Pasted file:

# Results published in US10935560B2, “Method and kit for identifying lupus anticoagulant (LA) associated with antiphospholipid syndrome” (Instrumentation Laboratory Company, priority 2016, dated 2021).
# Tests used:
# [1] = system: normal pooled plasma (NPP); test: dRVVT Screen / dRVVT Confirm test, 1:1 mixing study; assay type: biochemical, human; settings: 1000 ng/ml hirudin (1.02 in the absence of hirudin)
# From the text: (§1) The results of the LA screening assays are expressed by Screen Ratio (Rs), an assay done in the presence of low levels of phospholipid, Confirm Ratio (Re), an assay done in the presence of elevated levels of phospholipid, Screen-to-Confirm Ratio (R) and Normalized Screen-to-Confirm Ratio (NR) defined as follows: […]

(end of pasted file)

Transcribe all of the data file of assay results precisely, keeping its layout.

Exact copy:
# Results published in US10935560B2, “Method and kit for identifying lupus anticoagulant (LA) associated with antiphospholipid syndrome” (Instrumentation Laboratory Company, priority 2016, dated 2021).
# Tests used:
# [1] = system: normal pooled plasma (NPP); test: dRVVT Screen / dRVVT Confirm test, 1:1 mixing study; assay type: biochemical, human; settings: 1000 ng/ml hirudin (1.02 in the absence of hirudin)
# From the text: (§1) The results of the LA screening assays are expressed by Screen Ratio (Rs), an assay done in the presence of low levels of phospholipid, Confirm Ratio (Re), an assay done in the presence of elevated levels of phospholipid, Screen-to-Confirm Ratio (R) and Normalized Screen-to-Confirm Ratio (NR) defined as follows: […]